|Duke of Bavaria|
|Reign||18 March 1508 – 7 March 1550 |
co-regent Louis X
|Born||13 November 1493|
|Died||7 March 1550|
|Spouse||Jakobaea of Baden|
|Issue||Albert V, Duke of Bavaria|
Mechthild of Bavaria
|House||House of Wittelsbach|
|Father||Albert IV, Duke of Bavaria|
|Mother||Kunigunde of Austria|
William IV (German: Wilhelm IV; 13 November 1493 – 7 March 1550) was Duke of Bavaria from 1508 to 1550, until 1545 together with his younger brother Louis X, Duke of Bavaria. He was born in Munich to Albert IV and Kunigunde of Austria, a daughter of Emperor Frederick III.
Though his father had determined the everlasting succession of the firstborn prince in 1506, his younger brother Louis refused a spiritual career with the argument that he was born before the edict became valid. With support of his mother and the States-General, Louis forced William to accept him as co-regent in 1516. Louis then ruled the districts of Landshut and Straubing, in general in concord with his brother.
William initially sympathized with the Reformation but changed his mind as it grew more popular in Bavaria. In 1522 William issued the first Bavarian religion mandate, banning the promulgation of Martin Luther's works. After an agreement with Pope Clement VII in 1524 William became a political leader of the German Counter reformation, although he remained in opposition to the Habsburgs since his brother Louis X claimed the Bohemian crown. Both dukes also suppressed the peasant uprising in South Germany in an alliance with the archbishop of Salzburg in 1525.
The conflict with Habsburg ended in 1534 when both dukes reached an agreement with Ferdinand I in Linz. William then supported Charles V in his war against the Schmalkaldic League in 1546, but however did not succeed in preserving the Palatine electoral dignity. William's chancellor for 35 years was the forceful Leonhard von Eck.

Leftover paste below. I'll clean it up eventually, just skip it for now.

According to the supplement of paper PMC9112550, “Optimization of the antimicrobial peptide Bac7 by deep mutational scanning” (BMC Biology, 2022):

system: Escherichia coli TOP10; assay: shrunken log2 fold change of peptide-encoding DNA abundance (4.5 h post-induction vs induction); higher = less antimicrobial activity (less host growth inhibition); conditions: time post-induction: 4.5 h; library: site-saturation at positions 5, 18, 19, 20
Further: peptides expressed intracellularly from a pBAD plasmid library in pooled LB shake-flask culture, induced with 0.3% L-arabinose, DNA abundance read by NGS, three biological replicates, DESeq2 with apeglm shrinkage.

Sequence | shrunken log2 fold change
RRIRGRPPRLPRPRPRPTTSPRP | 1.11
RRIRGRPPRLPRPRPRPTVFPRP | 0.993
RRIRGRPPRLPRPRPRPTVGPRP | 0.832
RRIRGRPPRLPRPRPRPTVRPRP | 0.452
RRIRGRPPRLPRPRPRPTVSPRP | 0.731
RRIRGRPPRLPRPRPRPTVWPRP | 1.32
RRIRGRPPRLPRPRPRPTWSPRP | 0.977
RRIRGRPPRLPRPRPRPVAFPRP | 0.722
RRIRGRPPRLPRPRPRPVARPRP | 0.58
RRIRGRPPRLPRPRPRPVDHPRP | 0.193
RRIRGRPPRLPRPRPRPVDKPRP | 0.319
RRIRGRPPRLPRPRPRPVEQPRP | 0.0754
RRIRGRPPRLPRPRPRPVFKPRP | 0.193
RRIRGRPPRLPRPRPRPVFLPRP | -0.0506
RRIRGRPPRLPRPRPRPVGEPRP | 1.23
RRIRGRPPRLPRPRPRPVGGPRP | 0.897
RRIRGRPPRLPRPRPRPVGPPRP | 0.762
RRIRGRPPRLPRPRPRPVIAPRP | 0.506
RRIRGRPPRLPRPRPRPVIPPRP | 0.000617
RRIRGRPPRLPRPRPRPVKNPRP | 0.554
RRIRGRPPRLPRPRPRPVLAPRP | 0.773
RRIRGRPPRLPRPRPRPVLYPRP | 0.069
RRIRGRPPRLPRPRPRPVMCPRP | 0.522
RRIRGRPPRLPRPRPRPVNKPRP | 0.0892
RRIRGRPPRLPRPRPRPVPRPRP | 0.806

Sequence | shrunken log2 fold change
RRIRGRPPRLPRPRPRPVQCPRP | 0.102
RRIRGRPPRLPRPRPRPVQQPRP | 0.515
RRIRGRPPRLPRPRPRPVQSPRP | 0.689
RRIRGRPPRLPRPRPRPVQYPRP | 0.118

On 23 April 1516, before a committee consisting of gentry and knights in Ingolstadt, William issued his famous purity regulation for the brewing of Bavarian Beer, stating that only barley, hops, and water could be used. This regulation remained in force until it was abolished as a binding obligation in 1986 by Paneuropean regulations of the European Union.
In 1523 with the appointment of Ludwig Senfl began the rise of the Bavarian State Orchestra. Of particular importance is the Eckbibel Johann Eck wrote on behalf of William, a biblical translation from 1537, which is theologically directly against Luther and therefore belongs to the Catholic correction bibles. It is also significant in terms of linguistics because it is not written in the East German Saxon, but in Bavarian Upper German.
William was a significant collector and commissioner of art. Among other works he commissioned an important suite of paintings from various artists, including the Battle of Issus by Albrecht Altdorfer. This, like most of William's collection, is now housed in the Alte Pinakothek in Munich. With his order to expand the Neuveste with the so-called Rundstubenbau and to set up the first Court Garden began the history of the Munich Residenz as a representative palace. To the history cycle of the garden pavilion belonged Albrecht Altdorfer's painting. In 1546, he and his son Albert V ordered the construction of Dachau Palace from a Gothic ruin into a Renaissance style four-winged palace with a court garden which later became the favored residence of the rulers of Bavaria.
William died in 1550 in Munich and was succeeded by his son Albert. He is buried in the Frauenkirche in Munich.
In 1522 William married Jakobaea of Baden (1507–1580), a daughter of Margrave Philip I of Baden and his consort Princess Elisabeth of Palatinate; they had four children:
Also he had two illegitimate children:
|Ancestors of William IV, Duke of Bavaria|